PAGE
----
One in ten face consistent poverty, says think-tank

Up to 10% of the population live in consistent poverty, the country’s leading think-tank revealed today.

In a new assessment of the number of people living below the bread-line, the ESRI found that a significant minority of poor people lived in homes where the head of the household was in work.

The ESRI said those most at risk are single parents, households with a large number of children, the poorly educated, the unemployed and the ill and disabled.

The report, Reconfiguring the Measurement of Deprivation and Consistent Poverty in Ireland, has used new criteria to analyse poverty levels.

Based on 11 indicators from a Central Statistics Office survey, researchers used new measures of deprivation including the frequency with which people ate meat, whether they had at least two pairs of shoes and if they could adequately heat their house.

The study also looks at how often people socialise and their exposure to violence.

Seamus Brennan, Minister for Social and Family Affairs, said the priority must be to identify those below the bread-line and get the support to them.

“Sustained economic growth combined with record spending on welfare and other supports has in recent years lifted whole generations out of the consistent poverty trap,” he said.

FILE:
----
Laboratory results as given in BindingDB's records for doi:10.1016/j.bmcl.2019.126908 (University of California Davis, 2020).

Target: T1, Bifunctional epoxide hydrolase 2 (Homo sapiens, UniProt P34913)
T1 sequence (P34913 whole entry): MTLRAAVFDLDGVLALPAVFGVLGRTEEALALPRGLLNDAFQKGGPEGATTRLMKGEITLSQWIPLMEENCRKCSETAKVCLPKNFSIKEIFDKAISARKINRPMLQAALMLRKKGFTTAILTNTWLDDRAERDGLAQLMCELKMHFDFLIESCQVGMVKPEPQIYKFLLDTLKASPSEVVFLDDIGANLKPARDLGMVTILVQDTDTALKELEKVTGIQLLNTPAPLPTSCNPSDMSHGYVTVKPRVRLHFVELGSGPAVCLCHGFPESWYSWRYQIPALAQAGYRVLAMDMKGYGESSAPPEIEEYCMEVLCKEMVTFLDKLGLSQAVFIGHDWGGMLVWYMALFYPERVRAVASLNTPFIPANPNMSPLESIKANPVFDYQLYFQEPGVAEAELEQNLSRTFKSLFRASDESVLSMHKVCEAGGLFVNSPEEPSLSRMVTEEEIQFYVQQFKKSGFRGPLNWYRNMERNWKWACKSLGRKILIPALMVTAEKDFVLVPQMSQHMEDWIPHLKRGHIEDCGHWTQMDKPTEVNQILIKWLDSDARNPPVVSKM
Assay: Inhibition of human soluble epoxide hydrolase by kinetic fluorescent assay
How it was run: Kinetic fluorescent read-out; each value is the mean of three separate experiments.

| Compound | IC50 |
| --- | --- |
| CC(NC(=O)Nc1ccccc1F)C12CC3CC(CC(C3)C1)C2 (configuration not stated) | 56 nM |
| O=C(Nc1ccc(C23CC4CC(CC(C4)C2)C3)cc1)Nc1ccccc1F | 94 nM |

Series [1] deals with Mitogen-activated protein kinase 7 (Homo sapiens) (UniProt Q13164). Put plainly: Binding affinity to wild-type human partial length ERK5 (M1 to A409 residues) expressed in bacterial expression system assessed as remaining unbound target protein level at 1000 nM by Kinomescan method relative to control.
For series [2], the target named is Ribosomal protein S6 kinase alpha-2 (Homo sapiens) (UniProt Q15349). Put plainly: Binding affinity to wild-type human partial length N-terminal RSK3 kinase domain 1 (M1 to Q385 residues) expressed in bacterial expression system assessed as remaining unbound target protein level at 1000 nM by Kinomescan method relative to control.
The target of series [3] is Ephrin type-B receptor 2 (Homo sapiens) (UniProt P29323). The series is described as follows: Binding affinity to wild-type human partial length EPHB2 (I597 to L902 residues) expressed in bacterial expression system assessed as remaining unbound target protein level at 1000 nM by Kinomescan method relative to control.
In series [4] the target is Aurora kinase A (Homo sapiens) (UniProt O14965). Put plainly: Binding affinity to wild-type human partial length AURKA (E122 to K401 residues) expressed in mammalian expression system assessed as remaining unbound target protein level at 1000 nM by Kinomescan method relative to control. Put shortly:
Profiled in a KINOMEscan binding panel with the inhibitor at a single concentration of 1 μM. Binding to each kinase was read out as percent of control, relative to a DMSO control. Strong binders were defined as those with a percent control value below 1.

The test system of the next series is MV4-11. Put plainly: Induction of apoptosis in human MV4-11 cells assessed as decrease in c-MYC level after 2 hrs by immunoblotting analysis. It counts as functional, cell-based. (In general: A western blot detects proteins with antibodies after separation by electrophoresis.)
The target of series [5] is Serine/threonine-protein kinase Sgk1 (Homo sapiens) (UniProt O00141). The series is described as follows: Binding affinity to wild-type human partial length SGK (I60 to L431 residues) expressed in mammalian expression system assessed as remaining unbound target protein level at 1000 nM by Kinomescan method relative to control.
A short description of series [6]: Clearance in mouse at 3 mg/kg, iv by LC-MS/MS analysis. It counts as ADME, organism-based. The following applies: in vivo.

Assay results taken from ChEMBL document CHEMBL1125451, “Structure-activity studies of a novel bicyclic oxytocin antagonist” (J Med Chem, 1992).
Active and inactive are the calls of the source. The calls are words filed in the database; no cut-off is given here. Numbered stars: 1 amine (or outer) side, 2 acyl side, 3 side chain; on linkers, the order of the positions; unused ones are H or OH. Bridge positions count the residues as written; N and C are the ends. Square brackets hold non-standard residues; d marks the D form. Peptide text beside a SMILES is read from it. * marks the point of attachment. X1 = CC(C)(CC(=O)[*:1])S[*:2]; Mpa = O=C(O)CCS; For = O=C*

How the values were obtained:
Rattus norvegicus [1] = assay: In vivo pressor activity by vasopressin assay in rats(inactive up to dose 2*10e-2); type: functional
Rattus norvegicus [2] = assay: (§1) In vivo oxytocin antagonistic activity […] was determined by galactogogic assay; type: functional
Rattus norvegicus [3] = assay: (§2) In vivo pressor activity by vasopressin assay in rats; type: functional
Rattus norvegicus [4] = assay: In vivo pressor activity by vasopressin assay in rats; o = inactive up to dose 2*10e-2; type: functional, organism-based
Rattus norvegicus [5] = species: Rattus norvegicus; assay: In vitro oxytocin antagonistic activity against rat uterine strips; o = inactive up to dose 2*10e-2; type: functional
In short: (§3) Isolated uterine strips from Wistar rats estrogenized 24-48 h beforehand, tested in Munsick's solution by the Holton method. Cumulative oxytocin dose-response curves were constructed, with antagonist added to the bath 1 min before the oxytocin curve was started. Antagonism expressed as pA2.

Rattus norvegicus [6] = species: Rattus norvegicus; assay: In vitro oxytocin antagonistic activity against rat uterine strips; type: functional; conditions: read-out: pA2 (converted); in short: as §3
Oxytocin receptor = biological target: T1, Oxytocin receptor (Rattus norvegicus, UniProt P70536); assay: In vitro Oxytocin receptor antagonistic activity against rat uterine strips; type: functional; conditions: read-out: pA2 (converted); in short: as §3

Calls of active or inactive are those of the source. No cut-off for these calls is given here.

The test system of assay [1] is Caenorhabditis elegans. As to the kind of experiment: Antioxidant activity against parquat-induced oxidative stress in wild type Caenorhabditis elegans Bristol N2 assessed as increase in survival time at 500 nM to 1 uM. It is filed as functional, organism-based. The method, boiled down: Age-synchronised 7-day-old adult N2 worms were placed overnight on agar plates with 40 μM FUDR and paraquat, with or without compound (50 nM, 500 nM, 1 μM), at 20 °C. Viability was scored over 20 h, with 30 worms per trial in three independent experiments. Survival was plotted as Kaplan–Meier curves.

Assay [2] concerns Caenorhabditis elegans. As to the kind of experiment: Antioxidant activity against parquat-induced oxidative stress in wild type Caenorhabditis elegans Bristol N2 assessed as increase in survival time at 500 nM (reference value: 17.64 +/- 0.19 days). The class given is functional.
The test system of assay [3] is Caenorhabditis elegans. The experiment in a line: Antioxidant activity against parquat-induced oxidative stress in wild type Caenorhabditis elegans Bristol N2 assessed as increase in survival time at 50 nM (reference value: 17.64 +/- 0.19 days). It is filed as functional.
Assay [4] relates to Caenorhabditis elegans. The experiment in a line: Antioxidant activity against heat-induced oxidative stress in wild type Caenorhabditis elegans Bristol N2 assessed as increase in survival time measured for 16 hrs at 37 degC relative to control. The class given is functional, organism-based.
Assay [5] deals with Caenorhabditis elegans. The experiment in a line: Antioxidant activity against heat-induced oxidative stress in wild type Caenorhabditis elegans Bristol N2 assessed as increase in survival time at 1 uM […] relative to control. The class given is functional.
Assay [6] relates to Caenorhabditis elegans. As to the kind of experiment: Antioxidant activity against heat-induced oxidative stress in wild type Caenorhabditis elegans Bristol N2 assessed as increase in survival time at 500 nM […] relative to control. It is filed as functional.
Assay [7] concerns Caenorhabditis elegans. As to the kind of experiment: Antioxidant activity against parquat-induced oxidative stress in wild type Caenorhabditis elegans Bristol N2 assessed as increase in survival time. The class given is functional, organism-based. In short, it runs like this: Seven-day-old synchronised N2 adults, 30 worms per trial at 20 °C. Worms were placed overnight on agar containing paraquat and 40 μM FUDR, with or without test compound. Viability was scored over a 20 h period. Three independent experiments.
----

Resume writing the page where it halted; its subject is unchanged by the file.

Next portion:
“Our priority now must be to identify more clearly those who remain in the grip of serious poverty and to channel additional supports and resources directly to them.

“Poverty is about real people living real lives who urgently need targeted supports and encouragement if they are to escape from the clutches of hardship and depravation.”

Mr Brennan said in 1997 some 7.8%, or 283,000 people, were in consistent poverty, as measured by the Living in Ireland Survey. But in 2001 the figure had reduced to 4.1%, or 149,000 people, a drop of 134,000 people, based on 1996 census figures.

He said the latest results from the new EU-SILC survey confirmed the downward trend was continuing, with a significant reduction of 2% in consistent poverty between 2003 and 2004. Using 2002 Census figures, this would equate to a reduction of some 78,000 people, including 22,000 children, the minister said.

But Mr Brennan said the debate would continue as to exactly how many people were in poverty.

“Whether we have 80,000 or 220,000 remaining in real poverty can be debated but the reality is that whatever the real numbers it is clear that there is a task that is extremely urgent and important,” he said.

“That is why our focus must be on targeted welfare supports and services so that real poverty, which has no place in the Ireland of the 21st century, can be finally eliminated.”

Mr Brennan said that since 2000 social welfare payments increased by 55.5%, well ahead of the 16.4% increase in the Consumer Price Index, and the 28.2% increase in gross average industrial earnings.

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